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The Barre daily times. (Barre, Vt.) 1897-1959, July 16, 1903, Image 3

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The Times' Daily) Short Story.
ilJr rlLIElX I Cure tllL 'luTes' waiting room "us u'
r r nT-TTTTT-THT
uu on I VVilJhliN
Copyright. 1!.3, 1 y T. C. Mct'lure.
Mrs. Maguire roilrd up her knitting
with a nervous click of the needles.
"If that .man don't quit hanging
round here," she muttered, " 'tis In the
crazy house I'll be."
She rose and turned her back on the
door of the outer Availing room. - But
the man's face haunted her. It was
the helpless look in his eyes of one
suddenly cut loose from the ordinary
routine of life and cast adrift which
Mrs. Maguire could not forget.
She had seen it many times in the
last few days, occasionally during the
Lours when he stood watching outward
bound passengers and more often as
he scanned the occupants of the ladies'
waiting room. In the weariness of his
search thb vigor of middle life was
giving place to age.
" 'Tis neither food nor sleep he's had
this week past," Mrs. Maguire thought
and turned with a sudden determina
tion to speak to him. .
Even as she did so he staggered and.
eat dowu weakly. One baud went out
and, grasping a newspaper which lay
near, held it before bis face. Above it
his eyes were fixed in a hungry gaze.
Mrs. Maguire knew that bis search
was ended.
She turned slowly, following the di
rection of bis eyes, and noticed for the
first time a small, pale woman sitting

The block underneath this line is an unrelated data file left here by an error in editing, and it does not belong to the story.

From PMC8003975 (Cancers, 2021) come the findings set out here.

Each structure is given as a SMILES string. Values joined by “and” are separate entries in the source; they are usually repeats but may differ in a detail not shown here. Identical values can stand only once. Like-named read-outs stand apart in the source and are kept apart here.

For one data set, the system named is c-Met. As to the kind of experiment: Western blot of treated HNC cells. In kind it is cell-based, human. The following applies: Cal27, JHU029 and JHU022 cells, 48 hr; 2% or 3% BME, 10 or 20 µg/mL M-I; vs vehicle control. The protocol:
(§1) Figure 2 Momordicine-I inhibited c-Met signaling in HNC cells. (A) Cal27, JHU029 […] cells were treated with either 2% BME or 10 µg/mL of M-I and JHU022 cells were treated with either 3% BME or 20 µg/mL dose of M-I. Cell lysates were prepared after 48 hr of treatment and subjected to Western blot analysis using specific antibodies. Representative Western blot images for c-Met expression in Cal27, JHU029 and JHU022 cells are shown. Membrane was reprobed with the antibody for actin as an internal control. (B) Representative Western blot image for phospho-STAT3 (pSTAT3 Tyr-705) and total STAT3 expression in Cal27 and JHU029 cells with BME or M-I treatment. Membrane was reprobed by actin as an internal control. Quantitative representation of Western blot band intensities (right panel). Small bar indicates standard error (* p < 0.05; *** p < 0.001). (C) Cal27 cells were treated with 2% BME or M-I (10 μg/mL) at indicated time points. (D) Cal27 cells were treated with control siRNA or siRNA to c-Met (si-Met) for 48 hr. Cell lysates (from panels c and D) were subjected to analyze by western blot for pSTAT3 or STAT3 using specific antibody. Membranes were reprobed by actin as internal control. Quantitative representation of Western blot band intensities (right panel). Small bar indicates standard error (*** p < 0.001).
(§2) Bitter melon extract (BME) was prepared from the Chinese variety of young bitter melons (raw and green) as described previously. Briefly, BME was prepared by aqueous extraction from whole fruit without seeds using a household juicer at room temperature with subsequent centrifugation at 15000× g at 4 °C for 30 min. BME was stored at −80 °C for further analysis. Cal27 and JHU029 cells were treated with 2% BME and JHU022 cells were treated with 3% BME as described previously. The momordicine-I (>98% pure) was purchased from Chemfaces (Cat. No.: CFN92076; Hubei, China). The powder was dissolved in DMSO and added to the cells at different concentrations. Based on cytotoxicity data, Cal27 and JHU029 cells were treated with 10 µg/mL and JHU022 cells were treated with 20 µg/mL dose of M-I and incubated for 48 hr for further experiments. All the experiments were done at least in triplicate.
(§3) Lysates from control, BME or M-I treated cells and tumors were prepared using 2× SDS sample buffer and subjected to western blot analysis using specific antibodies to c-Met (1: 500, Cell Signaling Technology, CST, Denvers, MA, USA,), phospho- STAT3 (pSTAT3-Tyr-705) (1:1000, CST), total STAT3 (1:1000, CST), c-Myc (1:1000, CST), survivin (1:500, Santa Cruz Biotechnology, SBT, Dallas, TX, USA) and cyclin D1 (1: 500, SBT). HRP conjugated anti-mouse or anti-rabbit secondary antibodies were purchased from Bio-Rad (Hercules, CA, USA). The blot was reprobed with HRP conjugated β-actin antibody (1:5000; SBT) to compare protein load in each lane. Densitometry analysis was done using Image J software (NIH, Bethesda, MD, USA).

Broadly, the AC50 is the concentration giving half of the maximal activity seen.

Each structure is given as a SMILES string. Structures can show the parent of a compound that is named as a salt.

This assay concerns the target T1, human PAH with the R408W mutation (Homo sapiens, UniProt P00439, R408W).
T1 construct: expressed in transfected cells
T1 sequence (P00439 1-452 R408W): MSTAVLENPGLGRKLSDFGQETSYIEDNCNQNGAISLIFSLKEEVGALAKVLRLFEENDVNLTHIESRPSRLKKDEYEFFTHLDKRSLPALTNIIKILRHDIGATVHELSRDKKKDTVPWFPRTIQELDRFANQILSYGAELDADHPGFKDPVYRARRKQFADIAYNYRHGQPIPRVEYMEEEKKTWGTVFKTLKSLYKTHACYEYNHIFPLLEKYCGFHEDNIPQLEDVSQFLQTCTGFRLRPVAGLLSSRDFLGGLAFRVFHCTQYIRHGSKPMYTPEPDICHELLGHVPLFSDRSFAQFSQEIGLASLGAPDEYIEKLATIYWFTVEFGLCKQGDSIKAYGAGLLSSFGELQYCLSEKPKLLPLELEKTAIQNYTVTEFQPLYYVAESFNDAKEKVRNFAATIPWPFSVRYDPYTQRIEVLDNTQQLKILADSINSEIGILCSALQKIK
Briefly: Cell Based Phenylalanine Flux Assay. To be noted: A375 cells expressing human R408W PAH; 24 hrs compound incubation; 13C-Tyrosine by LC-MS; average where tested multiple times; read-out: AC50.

with her profile toward the door. The
brown hair which lay softly on her
temples was plentifully streaked with
gray. Her blue eyes held the brightness
of unshed tears. The hands, which
held a shabby gripsack on her lap,
clutched it as if it were some fast
slipping resolve.
Mrs. Maguire left the room and went
straight to the man who sat outside.
"Is that who you've, been looking
for?" she asked quietly.
lie tore his gaze away with a start
of surprise and nodded.
"Your wife?"
"Yes."
Mrs. Maguire waited a moment. Then
she ventured again:
"What did she leave you for?"
"Don't lliiiik-it wasn't her fault"
lie stopped, choking. "She thought I
had stopped loving her."
Suddenly his face began to work.
"Hester," he muttered, with groping
fingers, "Hester you don't know
what the house is without you:-'
Mrs. Maguire laid a band on his
shoulder and shook him slightly.
"Iok here," , she demanded, "is it
trying to live without food or sleep
you've boon this past week?"
His eyes had tone back to the nuiet
SIRES AND SONS.
Major James A. Ruiule, United
States army, retired, is now practicing
law in Havana.
Colonel Elijah Walker of Somerviile,
Mass., is the only surviving field officer
of the Army of the I'otouiae.
Ex-Governor Garcelon of Lewlston,
Me., although ninety years old, con
tinues to practice "medicine and make
Jong Journeys.
Clarence 15. Strause of Salem, Va.,
once owner and trainer of race horses,
. is now tin evangelist and is preaching a
crusade against the "sport of kings."
Nate W. Fiasig, believed to be about
tho oldest traveling man in America,
has covered nearly GoO.000 miles sell
ing the product of one house, an Eug
... Ibdi needle making firm.
As foreign representative of the St.
Louis fair, John Barrett, the newly
appointed minister to Argentina, has
traveled 43.000 miles in the past year.
He has interviewed fifteen kings and
emperors. , ,
Massillotr, O., has the tallest chief of
police in the country in the person of
Edward Ertle, who stand six feet
two Indies In his stockings and weighs
247 pounds. He is exceedingly active j